10146. Before Jehovah. That this signifies from the Lord is evident from the fact that "Jehovah" in the Word denotes the Lord (see the places cited in n. 9373); that "before Jehovah" denotes from the Lord, is because "before" signifies presence, and the presence of the Lord exists in proportion to the reception of the good which is of love and of the truth which is of faith from Him; hence it is that "before the Lord" denotes from the Lord. The Lord is indeed present with every man, but He is present with the good in one way, and with the evil in another; with the good He is present in every particular they think from the truths of faith, and which they will from the good of love; and He is so present that He Himself is faith, and He Himself is love with them; consequently He is as if dwelling in them, according to the words of the Lord Himself in John:
The Spirit of truth shall abide with you, and shall be in you, and ye shall know that I am in My Father, and ye in Me, and I in you. He that hath My commandments and doeth them, he it is that loveth Me; and We will come unto him, and make Our abode with him (John 14:17, 18, 20, 21, 23).
 But with the evil the Lord is not present in every particular, because they have no faith or charity; but He is present in general, by which presence they have the faculty of thinking and willing, and also of receiving faith and charity; but only insofar as they desist from evils. Insofar as they do not desist from evils He appears absent; and the degrees of His absence are according to the absence of the truth and good of faith and of love. Thus they who are in heaven are in the presence of the Lord, but they who are in hell are in His absence.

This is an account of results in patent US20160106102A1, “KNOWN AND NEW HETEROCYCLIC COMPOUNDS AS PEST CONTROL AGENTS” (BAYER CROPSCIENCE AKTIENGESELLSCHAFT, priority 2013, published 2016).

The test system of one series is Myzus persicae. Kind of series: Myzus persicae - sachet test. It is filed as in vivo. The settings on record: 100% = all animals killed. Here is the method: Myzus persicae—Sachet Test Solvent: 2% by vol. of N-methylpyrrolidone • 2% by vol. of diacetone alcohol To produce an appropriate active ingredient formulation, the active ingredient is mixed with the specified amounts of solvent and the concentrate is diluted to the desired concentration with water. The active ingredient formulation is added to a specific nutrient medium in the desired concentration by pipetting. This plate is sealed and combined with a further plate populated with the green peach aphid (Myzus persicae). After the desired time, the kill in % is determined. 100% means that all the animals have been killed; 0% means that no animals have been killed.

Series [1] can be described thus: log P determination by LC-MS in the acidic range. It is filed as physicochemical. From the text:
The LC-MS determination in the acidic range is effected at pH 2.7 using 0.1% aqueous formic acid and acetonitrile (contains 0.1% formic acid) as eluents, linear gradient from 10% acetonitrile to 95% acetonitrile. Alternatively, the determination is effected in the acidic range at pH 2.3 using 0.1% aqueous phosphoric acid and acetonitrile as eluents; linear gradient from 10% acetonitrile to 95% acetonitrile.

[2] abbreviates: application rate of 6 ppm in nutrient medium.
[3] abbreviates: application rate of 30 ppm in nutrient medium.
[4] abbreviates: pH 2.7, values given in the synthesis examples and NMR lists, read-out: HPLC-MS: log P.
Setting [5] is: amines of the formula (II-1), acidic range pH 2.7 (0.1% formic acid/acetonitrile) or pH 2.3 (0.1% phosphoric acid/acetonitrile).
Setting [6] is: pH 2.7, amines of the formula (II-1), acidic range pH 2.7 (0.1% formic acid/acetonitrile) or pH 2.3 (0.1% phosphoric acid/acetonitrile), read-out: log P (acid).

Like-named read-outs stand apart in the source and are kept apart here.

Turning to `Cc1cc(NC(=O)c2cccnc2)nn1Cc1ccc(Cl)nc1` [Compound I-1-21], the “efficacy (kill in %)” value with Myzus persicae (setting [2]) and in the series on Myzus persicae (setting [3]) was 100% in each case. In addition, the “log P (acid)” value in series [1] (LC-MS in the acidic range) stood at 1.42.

Nevertheless the fact is that the Lord is not absent from man, but man is absent from the Lord, for the man who is in evils looks backward from Him; and then the things which are before his eyes are present with him according to their affinities with the evils in which he is; for in the other life there is no space, but only the appearance of space according to the affinities of the thoughts and affections. This closely resembles the presence of the sun of this world in respect to its light and heat; the sun is equally present at all times; but when the earth turns itself from the sun, the light perishes, and shade comes on; first the shade of evening, and then the shade of night. And when the earth does not look directly to the sun, but obliquely, as in the time of winter, the heat perishes, and cold comes on, in consequence of which all things of the earth become torpid and die. This is also called the absence of the sun, when nevertheless it is the absence of the earth from the sun-not as to space, but as to the state of light and heat. This is said for the sake of illustration.